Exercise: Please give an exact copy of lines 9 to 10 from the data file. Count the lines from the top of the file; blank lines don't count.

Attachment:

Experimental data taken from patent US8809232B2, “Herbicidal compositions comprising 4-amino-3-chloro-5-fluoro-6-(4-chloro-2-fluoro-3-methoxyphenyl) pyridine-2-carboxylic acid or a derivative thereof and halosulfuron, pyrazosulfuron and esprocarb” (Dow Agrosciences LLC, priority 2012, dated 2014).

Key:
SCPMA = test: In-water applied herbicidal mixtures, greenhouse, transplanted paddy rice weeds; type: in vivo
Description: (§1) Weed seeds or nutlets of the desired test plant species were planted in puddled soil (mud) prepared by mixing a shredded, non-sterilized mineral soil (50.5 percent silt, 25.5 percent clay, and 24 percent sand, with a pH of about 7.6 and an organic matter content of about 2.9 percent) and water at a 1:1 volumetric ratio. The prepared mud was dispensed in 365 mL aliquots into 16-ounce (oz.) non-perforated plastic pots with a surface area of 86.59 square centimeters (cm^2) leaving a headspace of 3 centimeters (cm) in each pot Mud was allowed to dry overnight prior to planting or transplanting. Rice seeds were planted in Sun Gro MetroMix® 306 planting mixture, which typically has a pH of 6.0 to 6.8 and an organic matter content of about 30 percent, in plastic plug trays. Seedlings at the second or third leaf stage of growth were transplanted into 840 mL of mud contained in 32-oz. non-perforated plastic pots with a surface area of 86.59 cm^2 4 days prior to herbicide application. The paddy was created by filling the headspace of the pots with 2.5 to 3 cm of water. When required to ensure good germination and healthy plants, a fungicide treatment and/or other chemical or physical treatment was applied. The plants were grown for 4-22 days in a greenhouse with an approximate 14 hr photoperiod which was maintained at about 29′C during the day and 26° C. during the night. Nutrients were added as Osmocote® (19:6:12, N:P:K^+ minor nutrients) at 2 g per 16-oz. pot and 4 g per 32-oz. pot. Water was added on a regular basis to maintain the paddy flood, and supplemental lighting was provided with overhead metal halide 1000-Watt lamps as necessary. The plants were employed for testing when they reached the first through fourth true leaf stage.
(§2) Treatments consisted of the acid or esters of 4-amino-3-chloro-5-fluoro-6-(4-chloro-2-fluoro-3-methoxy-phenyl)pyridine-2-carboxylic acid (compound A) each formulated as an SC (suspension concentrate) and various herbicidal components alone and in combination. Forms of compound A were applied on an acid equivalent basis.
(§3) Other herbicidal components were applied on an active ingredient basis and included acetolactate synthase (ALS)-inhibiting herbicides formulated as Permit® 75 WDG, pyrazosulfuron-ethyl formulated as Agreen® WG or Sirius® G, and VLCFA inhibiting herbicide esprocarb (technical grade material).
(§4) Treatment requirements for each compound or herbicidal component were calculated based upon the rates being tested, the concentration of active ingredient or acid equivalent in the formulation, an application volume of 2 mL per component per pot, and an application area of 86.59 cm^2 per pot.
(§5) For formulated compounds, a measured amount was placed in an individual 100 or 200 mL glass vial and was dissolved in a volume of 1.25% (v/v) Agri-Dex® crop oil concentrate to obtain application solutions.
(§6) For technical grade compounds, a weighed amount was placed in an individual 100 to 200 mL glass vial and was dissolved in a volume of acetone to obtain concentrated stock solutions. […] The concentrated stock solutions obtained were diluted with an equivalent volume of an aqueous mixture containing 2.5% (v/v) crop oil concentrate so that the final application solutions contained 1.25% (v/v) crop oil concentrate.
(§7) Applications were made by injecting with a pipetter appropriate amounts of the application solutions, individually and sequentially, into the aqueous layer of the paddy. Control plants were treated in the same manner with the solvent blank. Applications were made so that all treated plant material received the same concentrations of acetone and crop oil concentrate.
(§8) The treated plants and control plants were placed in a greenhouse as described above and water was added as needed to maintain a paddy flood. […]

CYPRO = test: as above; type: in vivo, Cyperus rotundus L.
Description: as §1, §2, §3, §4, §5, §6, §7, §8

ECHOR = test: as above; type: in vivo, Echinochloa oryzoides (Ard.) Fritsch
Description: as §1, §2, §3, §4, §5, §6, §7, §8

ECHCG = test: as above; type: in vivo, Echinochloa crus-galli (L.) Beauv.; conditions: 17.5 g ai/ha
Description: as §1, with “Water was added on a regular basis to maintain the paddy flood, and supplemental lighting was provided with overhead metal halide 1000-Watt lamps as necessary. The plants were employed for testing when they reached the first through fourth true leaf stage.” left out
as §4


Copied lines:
(§6) For technical grade compounds, a weighed amount was placed in an individual 100 to 200 mL glass vial and was dissolved in a volume of acetone to obtain concentrated stock solutions. […] The concentrated stock solutions obtained were diluted with an equivalent volume of an aqueous mixture containing 2.5% (v/v) crop oil concentrate so that the final application solutions contained 1.25% (v/v) crop oil concentrate.
(§7) Applications were made by injecting with a pipetter appropriate amounts of the application solutions, individually and sequentially, into the aqueous layer of the paddy. Control plants were treated in the same manner with the solvent blank. Applications were made so that all treated plant material received the same concentrations of acetone and crop oil concentrate.